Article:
In retaliation, the Kikuyu came up with the Mwomboko, which the British found hard to disapprove of. It was, after all, a seemingly innocent copy of their very own dance traditions. What the British didn’t know however was that the Kikuyu were not only using the Mwomboko to continue to pass on messages of rebellion but also to poke fun at the British. It’s a great story and the living embodiment of a fragment of history: it’s also just one of the many fascinating tales that lie behind the fifty or so dances preserved in the living archive of The Bomas of Kenya.

Established as a repository for the preservation of Kenyan tradition, The Bomas preserves not only Kenya’s dance traditions, but also her music, cuisine, cultural artefacts and life styles. But it does so with a dedication to detail that would do credit to the most exacting of museums. Every dance is researched in the region of its birth. Musical instruments are made according to ancient traditions using raw materials that are anthropologically correct and, when such things as colobus skins, kudu horns or monitor lizard hides are required, these are sustainably sourced from the Kenya Wildlife Service. Choreographers study the steps, musicians write down the music, designers replicate the costumes, local singers perform the songs, and very slowly the dance performance is moulded into a thing of ethnic perfection. And even that’s not good enough for the eagle-eyed culture vultures of The Bomas. Because, when they have finally perfected the dance to the best of their ability, a delegation of community elders is invited down to Nairobi to assess the finished performance for precision of footwork, costume, lyrical enunciation and style of playing. And the elders don’t hold back when it comes to correcting anything that is not absolutely true to their fiercely protected ethnic history.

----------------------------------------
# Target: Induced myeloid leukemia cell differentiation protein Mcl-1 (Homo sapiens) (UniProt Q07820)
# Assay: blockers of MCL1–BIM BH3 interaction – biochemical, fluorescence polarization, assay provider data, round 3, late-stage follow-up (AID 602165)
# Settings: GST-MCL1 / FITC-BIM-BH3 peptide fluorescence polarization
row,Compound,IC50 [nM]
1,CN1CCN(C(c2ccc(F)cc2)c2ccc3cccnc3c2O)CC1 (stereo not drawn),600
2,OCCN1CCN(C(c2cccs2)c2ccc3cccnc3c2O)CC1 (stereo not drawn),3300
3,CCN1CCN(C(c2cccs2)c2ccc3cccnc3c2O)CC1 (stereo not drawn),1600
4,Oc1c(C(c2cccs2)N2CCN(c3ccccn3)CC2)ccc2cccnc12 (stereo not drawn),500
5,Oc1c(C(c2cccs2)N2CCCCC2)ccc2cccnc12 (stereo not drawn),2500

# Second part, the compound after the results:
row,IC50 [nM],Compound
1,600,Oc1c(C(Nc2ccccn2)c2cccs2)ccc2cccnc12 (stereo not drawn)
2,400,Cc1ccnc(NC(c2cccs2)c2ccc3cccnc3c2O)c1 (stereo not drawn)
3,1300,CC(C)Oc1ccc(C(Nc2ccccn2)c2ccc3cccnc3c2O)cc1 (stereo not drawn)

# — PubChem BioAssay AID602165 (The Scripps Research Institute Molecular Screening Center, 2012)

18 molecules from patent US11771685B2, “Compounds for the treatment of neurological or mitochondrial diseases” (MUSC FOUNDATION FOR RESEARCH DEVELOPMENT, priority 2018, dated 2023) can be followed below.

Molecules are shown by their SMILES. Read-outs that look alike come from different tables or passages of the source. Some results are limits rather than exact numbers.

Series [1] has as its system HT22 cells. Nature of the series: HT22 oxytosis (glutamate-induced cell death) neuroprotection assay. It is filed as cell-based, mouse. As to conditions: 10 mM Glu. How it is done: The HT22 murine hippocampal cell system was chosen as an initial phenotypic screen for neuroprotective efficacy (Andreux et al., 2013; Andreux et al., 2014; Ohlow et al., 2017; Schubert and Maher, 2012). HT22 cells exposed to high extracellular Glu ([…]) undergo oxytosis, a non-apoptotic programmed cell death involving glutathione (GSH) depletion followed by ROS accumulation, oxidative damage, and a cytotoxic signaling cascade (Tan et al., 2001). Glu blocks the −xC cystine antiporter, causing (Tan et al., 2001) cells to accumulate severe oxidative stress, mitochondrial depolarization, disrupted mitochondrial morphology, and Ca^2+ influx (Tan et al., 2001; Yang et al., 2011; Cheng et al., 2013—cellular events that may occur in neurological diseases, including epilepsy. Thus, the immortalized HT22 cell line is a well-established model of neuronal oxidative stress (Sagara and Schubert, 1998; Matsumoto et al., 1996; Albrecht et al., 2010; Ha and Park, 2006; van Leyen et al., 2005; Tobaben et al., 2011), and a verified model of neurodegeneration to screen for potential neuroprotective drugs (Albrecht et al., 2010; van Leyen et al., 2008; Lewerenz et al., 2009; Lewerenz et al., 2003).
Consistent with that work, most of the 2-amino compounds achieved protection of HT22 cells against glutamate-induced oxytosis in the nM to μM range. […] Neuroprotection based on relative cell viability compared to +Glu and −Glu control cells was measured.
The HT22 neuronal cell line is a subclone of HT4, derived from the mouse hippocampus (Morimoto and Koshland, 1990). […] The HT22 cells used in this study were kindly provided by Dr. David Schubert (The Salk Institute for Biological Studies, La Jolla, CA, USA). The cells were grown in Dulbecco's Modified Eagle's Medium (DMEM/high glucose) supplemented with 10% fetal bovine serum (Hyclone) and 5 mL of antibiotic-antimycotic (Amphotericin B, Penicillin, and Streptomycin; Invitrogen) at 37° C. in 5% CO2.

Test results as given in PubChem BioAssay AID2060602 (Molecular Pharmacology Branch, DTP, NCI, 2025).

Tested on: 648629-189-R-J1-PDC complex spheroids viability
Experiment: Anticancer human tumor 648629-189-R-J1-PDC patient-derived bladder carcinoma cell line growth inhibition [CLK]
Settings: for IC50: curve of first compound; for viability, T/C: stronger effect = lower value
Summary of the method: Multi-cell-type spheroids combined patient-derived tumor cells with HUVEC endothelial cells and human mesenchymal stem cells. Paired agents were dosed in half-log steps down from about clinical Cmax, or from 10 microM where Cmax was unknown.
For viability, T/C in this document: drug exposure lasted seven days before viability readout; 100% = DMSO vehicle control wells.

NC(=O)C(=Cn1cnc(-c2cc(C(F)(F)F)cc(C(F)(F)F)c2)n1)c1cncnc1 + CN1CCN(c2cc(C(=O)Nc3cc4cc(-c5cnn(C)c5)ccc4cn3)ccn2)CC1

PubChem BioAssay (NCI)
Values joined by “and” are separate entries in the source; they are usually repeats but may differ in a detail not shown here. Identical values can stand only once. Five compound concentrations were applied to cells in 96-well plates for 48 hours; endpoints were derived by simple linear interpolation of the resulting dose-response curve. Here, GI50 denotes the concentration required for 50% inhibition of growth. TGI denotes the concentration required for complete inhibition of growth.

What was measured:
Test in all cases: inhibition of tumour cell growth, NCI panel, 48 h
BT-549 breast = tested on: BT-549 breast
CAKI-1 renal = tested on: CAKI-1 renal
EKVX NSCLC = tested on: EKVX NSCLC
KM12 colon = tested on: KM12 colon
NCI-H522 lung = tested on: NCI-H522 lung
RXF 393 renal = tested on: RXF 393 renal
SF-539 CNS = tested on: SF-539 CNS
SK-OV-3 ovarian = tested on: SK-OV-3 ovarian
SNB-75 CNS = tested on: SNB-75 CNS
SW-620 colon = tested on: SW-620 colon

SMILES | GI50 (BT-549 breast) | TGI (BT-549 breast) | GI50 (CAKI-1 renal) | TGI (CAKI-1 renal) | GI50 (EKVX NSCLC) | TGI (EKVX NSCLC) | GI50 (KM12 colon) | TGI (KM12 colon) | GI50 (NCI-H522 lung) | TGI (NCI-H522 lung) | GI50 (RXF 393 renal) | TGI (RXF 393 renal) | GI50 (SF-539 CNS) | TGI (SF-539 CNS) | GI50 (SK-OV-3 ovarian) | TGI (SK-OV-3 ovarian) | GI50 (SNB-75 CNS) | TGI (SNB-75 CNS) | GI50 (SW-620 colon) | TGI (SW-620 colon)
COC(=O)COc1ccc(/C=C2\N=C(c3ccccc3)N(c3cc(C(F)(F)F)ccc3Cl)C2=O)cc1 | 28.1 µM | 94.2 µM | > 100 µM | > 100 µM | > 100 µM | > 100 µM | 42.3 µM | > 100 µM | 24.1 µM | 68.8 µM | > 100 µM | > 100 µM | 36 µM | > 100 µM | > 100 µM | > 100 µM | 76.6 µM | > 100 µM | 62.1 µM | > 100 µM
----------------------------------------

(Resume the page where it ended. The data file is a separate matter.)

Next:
The same attention to detail is brought to bear with the representations of the ethnic villages that dot the extensive grounds of The Bomas of Kenya. Laid out in exact replica of a traditional village complete with grain stores, look-out posts and cattle enclosures, every hut has been hand-made by ethnically correct craftsmen and all the materials, even the mud, is regionally sourced. None of which makes for easy maintenance. A Rendille hut, for instance, is built to withstand immense heat and profound drought, and struggles to remain standing amid the periodic deluges and chill of Nairobi. And then there’s the baboons. Situated immediately adjacent to Nairobi National Park, The Bomas is a potent baboon draw, which is unfortunate because the baboons like nothing better than to methodically un-thatch the huts so carefully thatched by the cultural experts.